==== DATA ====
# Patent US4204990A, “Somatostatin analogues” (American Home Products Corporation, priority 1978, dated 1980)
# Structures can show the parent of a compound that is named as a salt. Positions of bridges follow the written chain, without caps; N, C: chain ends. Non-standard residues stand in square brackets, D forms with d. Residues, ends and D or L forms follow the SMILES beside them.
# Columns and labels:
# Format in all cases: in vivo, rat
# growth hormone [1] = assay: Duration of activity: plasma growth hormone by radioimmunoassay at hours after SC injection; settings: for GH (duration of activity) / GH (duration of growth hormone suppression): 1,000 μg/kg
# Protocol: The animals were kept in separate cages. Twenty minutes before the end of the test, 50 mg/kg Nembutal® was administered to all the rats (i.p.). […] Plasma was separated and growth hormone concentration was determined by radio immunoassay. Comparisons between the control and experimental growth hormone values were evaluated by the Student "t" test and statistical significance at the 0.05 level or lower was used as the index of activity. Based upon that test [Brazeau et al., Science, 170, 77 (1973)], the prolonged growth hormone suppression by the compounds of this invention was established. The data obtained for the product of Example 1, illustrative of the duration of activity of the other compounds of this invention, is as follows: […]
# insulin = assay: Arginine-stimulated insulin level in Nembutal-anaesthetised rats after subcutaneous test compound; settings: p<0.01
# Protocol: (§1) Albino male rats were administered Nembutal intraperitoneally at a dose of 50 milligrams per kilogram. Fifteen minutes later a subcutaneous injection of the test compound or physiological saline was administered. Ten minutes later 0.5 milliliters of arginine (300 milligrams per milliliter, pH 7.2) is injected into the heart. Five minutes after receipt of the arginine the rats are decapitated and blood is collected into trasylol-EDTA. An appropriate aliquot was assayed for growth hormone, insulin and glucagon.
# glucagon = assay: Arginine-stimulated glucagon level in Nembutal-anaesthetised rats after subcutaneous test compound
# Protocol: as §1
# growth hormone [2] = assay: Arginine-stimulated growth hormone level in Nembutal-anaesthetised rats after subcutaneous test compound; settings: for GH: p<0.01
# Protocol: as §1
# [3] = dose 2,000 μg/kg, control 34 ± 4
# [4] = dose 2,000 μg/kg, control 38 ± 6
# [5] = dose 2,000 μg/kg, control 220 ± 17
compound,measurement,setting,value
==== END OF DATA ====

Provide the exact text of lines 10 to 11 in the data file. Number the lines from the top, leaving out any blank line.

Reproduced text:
# Protocol: as §1
# growth hormone [2] = assay: Arginine-stimulated growth hormone level in Nembutal-anaesthetised rats after subcutaneous test compound; settings: for GH: p<0.01